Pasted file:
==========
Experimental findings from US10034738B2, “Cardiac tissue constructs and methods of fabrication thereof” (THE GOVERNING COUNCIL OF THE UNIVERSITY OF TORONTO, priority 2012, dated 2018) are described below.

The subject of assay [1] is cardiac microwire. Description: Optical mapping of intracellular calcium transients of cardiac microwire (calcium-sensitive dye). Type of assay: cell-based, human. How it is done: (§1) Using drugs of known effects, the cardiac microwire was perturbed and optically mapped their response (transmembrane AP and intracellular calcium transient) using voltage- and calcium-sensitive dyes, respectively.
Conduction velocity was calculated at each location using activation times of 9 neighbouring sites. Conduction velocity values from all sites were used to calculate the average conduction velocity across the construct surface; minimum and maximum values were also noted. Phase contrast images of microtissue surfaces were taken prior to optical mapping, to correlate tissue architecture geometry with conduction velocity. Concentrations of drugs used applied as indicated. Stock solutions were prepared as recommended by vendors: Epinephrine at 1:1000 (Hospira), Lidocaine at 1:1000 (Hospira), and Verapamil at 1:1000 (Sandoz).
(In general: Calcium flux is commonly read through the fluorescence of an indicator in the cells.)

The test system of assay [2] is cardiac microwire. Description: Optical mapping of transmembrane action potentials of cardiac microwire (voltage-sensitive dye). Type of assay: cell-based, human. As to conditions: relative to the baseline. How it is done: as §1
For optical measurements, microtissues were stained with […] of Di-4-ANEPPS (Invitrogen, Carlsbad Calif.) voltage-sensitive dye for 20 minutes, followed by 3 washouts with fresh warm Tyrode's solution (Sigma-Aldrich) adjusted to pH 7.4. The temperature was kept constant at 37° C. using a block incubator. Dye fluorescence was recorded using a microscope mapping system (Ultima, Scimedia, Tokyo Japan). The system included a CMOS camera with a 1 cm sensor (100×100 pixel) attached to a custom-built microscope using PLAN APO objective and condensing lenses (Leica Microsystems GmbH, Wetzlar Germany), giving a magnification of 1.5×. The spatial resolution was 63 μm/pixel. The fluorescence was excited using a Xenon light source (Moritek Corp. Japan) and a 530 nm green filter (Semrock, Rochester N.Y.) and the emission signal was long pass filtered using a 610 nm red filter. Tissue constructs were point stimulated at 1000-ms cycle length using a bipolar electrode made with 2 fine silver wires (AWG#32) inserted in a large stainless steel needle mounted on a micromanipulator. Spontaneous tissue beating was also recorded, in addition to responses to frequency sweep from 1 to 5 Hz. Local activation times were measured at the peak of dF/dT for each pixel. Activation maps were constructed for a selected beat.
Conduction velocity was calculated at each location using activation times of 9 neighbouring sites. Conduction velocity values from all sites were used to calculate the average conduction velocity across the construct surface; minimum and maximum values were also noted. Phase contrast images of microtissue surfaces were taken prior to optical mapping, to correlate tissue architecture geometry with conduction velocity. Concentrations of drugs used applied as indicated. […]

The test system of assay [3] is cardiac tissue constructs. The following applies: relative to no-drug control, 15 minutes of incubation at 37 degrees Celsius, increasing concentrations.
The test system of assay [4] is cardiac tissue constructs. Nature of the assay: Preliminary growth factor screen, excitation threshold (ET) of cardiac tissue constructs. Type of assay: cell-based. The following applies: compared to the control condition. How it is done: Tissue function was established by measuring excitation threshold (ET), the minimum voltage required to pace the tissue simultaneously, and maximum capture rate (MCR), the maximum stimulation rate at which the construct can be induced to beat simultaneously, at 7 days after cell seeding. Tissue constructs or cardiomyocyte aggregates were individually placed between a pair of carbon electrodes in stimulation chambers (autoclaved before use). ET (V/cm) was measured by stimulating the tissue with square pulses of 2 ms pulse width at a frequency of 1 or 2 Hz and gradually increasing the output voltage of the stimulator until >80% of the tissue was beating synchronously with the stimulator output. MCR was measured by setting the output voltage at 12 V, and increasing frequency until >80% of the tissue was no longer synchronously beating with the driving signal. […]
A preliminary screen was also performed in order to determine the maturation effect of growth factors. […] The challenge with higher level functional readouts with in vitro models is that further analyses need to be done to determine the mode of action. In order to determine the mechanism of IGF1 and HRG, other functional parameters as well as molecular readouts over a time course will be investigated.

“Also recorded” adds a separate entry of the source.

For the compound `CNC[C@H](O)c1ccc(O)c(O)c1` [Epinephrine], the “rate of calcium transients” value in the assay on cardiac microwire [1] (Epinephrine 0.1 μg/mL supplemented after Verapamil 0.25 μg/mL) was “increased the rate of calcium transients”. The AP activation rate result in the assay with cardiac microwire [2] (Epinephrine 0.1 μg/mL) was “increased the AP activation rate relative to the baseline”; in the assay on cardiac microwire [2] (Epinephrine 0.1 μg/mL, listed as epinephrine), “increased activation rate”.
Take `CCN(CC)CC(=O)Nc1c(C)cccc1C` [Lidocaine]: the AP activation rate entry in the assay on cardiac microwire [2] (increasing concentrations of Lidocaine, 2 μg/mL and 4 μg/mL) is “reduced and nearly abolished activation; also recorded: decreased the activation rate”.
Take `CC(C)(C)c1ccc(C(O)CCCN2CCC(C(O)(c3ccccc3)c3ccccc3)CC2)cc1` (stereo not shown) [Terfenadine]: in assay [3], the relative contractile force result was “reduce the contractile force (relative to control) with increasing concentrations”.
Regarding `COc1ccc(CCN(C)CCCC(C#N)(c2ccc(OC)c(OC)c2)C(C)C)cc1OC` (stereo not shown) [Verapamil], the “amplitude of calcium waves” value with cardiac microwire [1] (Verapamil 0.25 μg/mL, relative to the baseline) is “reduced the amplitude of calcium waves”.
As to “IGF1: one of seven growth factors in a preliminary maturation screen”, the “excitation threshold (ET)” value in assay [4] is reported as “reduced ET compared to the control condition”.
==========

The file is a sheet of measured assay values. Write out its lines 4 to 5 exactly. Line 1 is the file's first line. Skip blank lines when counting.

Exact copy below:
(In general: Calcium flux is commonly read through the fluorescence of an indicator in the cells.)

The test system of assay [2] is cardiac microwire. Description: Optical mapping of transmembrane action potentials of cardiac microwire (voltage-sensitive dye). Type of assay: cell-based, human. As to conditions: relative to the baseline. How it is done: as §1